A propagandist-in-chief's war on intellectual imperialism and pursuit of a resistance episteme

Posts Tagged: nuclear program

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Many are concerned that Iran’s nuclear deal in Geneva will lead to a wider regional agreement whereby Iran will be forced to relinquish the Palestinian cause and support for Hizbullah’s resistance. There is no room here for a response that refers to political identity, ideology and historical precedents, nor to the implications of the deal on Iran’s foes and allies, which I will leave for another time. For now I just want to highlight one fact: had it not been for Iran’s resistance-driven foreign policy and its regional alliances—in short, Iran’s supposed liabilities—the US would not have been compelled to recognize Iran as a nuclear power, and more importantly, as THE leading  regional power. Only an irrational and suicidal state would relinquish the very forces and alignments which were responsible for its ascendance on the world stage. If anything, the Geneva agreement has proven that the path of dependency and Arab “moderation” will earn its members little more than a regional spoiler role. This deal only confirms the logic of  independence and resistance as the soundest path to national security and power.  

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All those naysayers out there can go suck it. If Netanyahu’s “historic mistake” outcry wasn’t enough, other Zionist officials have been waxing lyrical about this historic breakthrough: “Foreign Minister Avigdor Lieberman said “there is no achievement in this agreement. This is the biggest diplomatic victory Iran has known in recent years – since the Khameini regime (came to power).” When asked if the deal contains any positive aspect, Lieberman replied “no, there is no such thing.” The tone was echoed by a government spokesperson who said “This is a bad deal. It gives Iran exactly what it wanted – a significant reduction of sanctions while preserving the most significant part of its nuclear program,” a official from Prime Minister Benjamin Netanyahu’s office said. Justice Minister Tzipi Livni addressed the deal during a special Ynet broadcast: “This is a terrible deal that will threaten not only us, but the entire world….”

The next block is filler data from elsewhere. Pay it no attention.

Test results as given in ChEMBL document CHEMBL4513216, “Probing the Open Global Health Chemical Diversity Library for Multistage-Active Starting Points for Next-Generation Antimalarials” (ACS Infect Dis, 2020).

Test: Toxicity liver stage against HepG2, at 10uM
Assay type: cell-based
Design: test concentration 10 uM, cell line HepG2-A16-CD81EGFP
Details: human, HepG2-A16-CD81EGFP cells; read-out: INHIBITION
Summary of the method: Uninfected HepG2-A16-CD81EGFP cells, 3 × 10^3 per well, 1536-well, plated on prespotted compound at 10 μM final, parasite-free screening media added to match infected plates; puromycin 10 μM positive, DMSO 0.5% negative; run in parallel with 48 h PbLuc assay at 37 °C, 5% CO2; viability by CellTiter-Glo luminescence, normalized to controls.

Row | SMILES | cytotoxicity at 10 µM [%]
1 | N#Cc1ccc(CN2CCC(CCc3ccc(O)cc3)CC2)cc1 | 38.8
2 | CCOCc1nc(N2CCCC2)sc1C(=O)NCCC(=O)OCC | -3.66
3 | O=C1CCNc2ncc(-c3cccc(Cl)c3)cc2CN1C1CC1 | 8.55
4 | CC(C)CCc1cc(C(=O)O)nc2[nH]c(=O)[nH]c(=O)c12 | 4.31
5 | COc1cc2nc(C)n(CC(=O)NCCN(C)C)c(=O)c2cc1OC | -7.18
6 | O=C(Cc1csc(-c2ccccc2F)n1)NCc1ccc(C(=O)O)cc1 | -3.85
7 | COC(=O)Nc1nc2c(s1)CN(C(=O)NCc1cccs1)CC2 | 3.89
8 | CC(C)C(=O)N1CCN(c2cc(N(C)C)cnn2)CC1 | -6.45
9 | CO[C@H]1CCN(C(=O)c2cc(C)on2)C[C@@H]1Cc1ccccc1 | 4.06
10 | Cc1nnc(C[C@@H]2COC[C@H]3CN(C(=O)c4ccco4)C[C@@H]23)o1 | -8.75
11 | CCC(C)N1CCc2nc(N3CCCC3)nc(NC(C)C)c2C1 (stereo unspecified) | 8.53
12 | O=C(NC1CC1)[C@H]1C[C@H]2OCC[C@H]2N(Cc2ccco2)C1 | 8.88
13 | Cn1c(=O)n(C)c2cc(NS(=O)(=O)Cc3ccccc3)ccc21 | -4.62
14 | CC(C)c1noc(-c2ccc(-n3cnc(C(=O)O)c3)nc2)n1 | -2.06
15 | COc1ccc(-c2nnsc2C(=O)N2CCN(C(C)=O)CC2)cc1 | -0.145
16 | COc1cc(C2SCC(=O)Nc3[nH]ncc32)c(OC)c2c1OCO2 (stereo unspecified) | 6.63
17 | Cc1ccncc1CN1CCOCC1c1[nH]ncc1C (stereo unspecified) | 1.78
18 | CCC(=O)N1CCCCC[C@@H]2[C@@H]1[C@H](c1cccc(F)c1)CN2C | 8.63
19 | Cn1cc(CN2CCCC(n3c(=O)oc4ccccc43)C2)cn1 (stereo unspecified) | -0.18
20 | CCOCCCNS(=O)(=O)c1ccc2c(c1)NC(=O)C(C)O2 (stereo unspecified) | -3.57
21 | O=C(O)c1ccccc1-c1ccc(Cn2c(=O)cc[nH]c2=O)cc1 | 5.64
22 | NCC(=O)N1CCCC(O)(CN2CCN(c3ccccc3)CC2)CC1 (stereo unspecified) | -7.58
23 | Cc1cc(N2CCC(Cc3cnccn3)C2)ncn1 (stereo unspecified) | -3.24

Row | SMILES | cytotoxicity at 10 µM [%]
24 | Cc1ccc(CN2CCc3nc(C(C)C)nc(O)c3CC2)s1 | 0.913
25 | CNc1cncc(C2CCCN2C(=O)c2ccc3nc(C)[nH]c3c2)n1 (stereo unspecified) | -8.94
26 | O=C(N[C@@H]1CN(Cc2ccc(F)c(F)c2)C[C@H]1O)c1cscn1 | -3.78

Full story here

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That’s right, two-thirds of the Iranian people are willing to brave western sanctions and lend support to their government’s pursuit of its nuclear program, as reported by the Washington Post here. Moreover, a more detailed analysis of the findings on the Gallup website  reveals that although 85% believe the sanctions have hurt Iranians generally while 83% say they have been hurt  personally  by them, they still want Iran to pursue nuclear power. RESPECT. 

Findings like these only underline how detached from reality the US’ and Europe’s Realist-driven foreign policy is. The reality is that some nations are not motivated solely by economic interests nor do they cow in the face of military threats. Imperialism has helped forge a nationalist, resistant and justice-seeking political identity and culture among the peoples it oppresses as a matter of foreign policy. And where this political identity is weakened, as in religiously diverse Syria, it is only on account of Empire’s divide-and-rule tactics to sow sectarian strife. 
Excerpts from the WaPo article:

But, judging from a new Gallup poll, the sanctions do not seem to be successful at two major, secondary goals: turning Iranian public opinion against the nuclear program and against national leaders for behaving in a way that has invited sanctions. Last year, The Washington Post’s Karen DeYoung and Scott Wilson reported that the Obama administration sees public discontent as an intended effect of the sanctions. But an overwhelming majority of Iranians told Gallup that Iran should continue its nuclear program, even when the question was specifically phrased to remind them that economic sanctions are a direct result of that program.

Gallup asked, “Given the scale of the sanctions against Iran, do you think Iran should continue to develop its nuclear power capabilities, or not?” Almost two-thirds of respondents, 63 percent, said yes. Only 17 percent said no; 19 percent said they didn’t know or refused to answer.

The poll also found that Iranians are almost five times as likely to blame the United States for sanctions as they are to blame their own government. Even fewer blame Europe or the United Nations, though both are instrumental in the crippling economic sanctions. Pollsters asked, “Which of the following groups do you hold most responsible for sanctions against Iran?” Out of the seven choices, the most popular by far was the United States, with 47 percent. Only 10 percent blamed the Iranian government; 9 percent said Israel; 7 percent each named “Western European countries” and the United Nations. Three percent said “someone else,” zero said “no one,” and 17 percent declined to answer.